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The Man Who Changed His Skin
Thirty years ago John Howard Griffin, a white Texan, became an itinerant Southern black for four weeks. His account of the experience galvanized the nation.
February 1989 | Volume 40, Issue 1
After Merton’s death, in 1968, the Merton Legacy Trust asked Griffin to write the monk’s official biography. He accepted the task gladly. Recurrent foot tumors and bone deterioration from diabetes kept him largely confined to a wheelchair, and he welcomed a return to purely literary labor. He spent the next nine years working on the book. As he had done before, he sought to understand his subject by slipping inside his skin. For nearly three years he spent two weeks out of every month at Merton’s Kentucky hermitage, faithfully observing the monastic routine, a Spartan schedule of prayer and work beginning each morning at three. He discovered a tranquillity there that made these among the happiest days of his life.
By the end of four weeks, he ached with hurt and humiliation. The adventure had turned into an ordeal.
By 1973 Griffin was too ravaged by diabetes to work away from home. As his health declined, the work proceeded more and more slowly. He missed his first deadline and then a second. Finally, in 1978, despite Griffin’s pleadings, the Merton Legacy Trust named Michael Mott as Merton’s official biographer. To compound Griffin’s woes, his publisher demanded the return of its substantial advance. The settlement left him virtually bankrupt.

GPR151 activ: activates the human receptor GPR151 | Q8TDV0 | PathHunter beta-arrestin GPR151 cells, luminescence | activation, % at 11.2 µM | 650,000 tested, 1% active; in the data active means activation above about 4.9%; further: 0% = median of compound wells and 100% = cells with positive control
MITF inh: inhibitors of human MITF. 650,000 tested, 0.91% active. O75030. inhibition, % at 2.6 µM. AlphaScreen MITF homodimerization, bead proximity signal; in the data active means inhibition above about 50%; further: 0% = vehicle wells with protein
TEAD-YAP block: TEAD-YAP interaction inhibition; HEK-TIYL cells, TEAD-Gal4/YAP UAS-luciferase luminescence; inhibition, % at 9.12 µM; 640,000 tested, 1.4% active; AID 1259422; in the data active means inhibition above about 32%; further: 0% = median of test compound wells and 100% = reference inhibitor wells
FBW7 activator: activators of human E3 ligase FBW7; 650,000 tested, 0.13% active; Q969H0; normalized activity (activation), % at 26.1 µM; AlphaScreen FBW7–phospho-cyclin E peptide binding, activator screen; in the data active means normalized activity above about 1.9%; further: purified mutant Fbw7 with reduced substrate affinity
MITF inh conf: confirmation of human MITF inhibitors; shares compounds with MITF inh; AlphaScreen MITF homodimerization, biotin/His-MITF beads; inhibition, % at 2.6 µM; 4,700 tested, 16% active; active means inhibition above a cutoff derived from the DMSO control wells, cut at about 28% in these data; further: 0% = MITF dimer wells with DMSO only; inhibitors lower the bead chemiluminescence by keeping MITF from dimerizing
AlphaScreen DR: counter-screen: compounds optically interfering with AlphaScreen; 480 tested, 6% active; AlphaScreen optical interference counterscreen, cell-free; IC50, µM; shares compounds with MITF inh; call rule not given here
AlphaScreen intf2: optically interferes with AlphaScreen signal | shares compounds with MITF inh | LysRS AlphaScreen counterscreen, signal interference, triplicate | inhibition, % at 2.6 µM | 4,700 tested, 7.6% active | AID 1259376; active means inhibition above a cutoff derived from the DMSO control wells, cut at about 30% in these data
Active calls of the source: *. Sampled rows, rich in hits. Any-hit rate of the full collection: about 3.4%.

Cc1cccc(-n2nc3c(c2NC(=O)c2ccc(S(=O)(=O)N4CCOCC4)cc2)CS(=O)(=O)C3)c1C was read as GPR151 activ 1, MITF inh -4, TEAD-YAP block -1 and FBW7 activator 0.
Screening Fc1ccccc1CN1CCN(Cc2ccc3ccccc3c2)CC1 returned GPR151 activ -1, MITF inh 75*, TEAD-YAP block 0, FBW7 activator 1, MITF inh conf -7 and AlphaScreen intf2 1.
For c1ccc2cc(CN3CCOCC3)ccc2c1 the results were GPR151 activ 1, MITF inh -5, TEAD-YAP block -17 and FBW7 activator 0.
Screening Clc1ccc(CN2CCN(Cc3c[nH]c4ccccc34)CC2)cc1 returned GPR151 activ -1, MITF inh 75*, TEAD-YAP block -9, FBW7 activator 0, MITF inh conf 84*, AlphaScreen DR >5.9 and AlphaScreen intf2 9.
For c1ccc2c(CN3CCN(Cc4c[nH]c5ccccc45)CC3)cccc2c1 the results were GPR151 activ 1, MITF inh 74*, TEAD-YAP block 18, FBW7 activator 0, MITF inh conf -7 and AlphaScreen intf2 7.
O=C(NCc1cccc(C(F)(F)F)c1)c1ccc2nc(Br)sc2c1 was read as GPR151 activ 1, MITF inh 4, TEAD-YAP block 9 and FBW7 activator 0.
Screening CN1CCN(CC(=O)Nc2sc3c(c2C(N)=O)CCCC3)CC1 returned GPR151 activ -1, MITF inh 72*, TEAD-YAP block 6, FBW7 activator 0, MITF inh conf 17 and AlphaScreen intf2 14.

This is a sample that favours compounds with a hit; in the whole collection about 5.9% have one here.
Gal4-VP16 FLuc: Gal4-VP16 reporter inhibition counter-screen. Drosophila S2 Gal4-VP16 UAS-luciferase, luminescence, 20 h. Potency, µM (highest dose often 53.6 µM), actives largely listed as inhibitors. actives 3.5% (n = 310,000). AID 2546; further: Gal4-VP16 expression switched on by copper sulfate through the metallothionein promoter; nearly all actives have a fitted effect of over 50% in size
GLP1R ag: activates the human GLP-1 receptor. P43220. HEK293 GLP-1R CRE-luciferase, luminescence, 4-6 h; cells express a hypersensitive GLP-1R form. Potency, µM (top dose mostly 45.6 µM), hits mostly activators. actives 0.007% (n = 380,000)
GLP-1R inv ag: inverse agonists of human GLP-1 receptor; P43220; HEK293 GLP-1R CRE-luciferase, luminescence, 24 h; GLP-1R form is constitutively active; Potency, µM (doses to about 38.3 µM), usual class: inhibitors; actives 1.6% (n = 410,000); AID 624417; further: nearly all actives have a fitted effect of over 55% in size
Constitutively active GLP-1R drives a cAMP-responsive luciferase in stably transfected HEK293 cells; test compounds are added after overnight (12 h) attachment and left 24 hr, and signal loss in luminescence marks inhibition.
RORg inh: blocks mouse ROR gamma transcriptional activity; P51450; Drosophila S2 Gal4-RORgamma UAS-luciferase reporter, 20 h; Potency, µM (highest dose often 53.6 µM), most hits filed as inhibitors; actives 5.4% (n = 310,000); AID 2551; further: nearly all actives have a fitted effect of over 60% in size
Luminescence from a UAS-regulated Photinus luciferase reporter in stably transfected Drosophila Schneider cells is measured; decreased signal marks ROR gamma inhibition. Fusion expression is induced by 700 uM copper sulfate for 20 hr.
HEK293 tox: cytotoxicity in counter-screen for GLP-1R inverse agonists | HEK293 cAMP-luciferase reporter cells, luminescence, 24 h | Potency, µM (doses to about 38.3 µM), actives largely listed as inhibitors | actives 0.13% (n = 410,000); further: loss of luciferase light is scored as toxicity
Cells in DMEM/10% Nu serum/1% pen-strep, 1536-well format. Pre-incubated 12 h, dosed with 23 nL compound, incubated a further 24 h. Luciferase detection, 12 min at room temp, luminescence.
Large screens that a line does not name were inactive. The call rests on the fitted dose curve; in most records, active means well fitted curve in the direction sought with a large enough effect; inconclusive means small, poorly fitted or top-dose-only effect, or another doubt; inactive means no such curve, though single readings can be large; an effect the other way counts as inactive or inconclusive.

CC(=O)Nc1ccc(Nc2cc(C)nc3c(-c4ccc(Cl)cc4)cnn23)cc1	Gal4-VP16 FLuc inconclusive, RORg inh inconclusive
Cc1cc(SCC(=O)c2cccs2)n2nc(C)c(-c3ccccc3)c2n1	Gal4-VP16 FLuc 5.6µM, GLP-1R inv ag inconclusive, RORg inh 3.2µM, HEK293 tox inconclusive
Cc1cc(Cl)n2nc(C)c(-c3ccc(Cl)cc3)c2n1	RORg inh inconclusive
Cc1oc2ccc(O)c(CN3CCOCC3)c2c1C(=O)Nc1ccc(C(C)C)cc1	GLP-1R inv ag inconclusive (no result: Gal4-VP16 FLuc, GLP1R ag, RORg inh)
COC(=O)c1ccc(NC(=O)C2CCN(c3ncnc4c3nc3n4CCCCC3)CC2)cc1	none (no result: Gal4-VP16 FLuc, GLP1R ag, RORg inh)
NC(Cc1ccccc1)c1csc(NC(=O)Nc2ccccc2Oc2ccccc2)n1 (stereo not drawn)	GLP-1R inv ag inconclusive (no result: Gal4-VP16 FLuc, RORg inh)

For the last two years of his life, Griffin was tortured by pain and despair. Emotionally he never recovered from the loss of what he thought would be his masterpiece, his contribution to the world’s spiritual literature. Physically he suffered from kidney trouble, lung congestion, impaired circulation, and regular heart attacks, sometimes several a week. A bearish man, he dwindled to a hundred and fifty pounds. In 1979 his left leg was amputated and he was confined to bed.
He, Piedy, and their youngest daughter were forced to live on overextended credit cards and Piedy’s secretarial job. When he could, Griffin worked on his thirty years of daily journals, with an eye toward eventual publication. Sometimes he rallied to give interviews or entertain friends or even cook a meal. But more often he had neisither the wind nor the fire to do more than rest and reflect.
He died on September 9, 1980. When a friend asked the cause, Piedy said simply, “Everything.” In the years since his death, a myth has spread that Griffin died from cancer caused by the Oxsoralen he had taken years before. He did not, and the suggestion of martyrdom would have offended him. He was in pain, though, in his last days, and perhaps he often thought of a favorite poem by Langsten Hughes. He had used it for his most famous title: